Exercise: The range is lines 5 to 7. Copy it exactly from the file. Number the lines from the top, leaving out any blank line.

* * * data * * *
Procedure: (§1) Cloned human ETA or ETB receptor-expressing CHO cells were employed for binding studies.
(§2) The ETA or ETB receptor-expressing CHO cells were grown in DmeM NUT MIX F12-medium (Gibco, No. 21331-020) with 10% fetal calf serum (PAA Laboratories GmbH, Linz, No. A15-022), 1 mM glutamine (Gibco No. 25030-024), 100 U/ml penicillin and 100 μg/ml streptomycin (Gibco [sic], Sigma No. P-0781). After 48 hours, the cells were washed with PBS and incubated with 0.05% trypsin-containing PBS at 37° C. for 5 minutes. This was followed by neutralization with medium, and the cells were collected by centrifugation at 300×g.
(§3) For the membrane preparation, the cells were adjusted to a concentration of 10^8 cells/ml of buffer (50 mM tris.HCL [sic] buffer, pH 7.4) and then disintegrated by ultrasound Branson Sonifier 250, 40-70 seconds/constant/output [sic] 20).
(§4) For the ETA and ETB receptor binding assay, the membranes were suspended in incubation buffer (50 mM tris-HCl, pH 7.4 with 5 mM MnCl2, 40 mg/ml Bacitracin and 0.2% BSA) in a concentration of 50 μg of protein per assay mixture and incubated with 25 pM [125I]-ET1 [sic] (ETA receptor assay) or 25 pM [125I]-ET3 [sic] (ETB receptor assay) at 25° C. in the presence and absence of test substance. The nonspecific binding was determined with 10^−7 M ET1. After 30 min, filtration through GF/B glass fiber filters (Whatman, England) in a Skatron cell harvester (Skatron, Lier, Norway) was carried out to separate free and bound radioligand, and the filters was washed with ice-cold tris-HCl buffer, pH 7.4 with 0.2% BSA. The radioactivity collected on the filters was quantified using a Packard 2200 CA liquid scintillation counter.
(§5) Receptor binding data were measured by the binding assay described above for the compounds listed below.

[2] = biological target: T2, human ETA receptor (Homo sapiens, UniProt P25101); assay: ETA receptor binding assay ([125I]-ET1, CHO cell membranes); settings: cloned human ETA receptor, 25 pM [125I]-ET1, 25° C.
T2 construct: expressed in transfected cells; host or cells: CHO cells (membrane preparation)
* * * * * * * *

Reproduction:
(§5) Receptor binding data were measured by the binding assay described above for the compounds listed below.

[2] = biological target: T2, human ETA receptor (Homo sapiens, UniProt P25101); assay: ETA receptor binding assay ([125I]-ET1, CHO cell membranes); settings: cloned human ETA receptor, 25 pM [125I]-ET1, 25° C.
T2 construct: expressed in transfected cells; host or cells: CHO cells (membrane preparation)